Cambridge’s train station was inconveniently situated out of the center, but the town had a good bus system. I ate a not very good dinner at Bill’s – the chicken initially arrived undercooked – a quite good curry at Vedanta – for which a reservation is recommended – and a filling and delicious appetizer with a side of chips (fries) at Senate. I also drank quite a lot of coffee at various Caffe Nero’s, a chain that knows how to make a proper macchiato (although I have since been informed that I should boycott them because of tax evasion).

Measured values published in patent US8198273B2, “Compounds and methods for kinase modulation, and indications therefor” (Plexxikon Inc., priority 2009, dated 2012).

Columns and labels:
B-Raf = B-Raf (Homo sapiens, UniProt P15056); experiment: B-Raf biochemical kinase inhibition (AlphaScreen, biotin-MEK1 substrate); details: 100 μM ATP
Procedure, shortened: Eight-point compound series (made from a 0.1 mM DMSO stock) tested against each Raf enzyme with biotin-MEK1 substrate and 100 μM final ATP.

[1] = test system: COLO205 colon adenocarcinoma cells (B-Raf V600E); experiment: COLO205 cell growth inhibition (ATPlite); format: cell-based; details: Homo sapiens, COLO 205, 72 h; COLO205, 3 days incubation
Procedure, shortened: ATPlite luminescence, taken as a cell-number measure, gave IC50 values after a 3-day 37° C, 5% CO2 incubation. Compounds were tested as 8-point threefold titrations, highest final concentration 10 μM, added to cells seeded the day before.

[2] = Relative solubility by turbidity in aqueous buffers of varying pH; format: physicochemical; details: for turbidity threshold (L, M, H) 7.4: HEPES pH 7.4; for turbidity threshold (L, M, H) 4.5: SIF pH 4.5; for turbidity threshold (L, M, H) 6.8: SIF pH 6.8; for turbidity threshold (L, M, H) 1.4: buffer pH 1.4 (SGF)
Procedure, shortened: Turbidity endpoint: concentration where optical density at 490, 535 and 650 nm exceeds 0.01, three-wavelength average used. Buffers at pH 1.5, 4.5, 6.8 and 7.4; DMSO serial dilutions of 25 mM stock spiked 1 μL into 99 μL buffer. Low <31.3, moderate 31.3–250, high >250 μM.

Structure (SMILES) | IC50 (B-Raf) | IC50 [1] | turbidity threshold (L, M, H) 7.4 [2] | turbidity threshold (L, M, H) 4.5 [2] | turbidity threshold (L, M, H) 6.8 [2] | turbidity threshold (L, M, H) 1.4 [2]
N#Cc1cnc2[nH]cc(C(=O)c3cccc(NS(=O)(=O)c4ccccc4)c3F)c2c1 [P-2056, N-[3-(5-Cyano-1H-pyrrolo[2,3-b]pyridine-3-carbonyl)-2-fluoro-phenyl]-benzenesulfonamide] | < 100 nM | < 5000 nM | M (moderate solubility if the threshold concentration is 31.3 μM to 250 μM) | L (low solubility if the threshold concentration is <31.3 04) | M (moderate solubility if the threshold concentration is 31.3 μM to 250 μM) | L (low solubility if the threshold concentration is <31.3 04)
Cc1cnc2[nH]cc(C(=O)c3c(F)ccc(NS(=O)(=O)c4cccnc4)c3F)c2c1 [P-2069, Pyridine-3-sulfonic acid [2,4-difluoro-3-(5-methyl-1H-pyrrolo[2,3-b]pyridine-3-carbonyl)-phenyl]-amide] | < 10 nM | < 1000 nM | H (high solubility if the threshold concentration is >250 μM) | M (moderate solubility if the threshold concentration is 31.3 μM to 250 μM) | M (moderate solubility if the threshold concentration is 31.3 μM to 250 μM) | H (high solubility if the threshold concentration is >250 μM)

Houses and History

August 26-30, 2016: After Chester I headed back south by train to spend the August Bank Holiday weekend with my elder sister. The train was so packed for the run to Crewe that the reservation system had booked a family with kids into the quiet car. The train largely emptied out at Crewe, but the family remained. My sister lives on the edge of the new(ish) town of Milton Keynes. I say edge advisedly, as I could see sheep and later cows from my bedroom window, and one morning we walked to the local church for coffee, and I found that it had been built in the thirteenth century. (Since I was staying with my sister I was no longer restricted to public transport, and she drove me to a couple of sites that might be difficult to reach by bus.)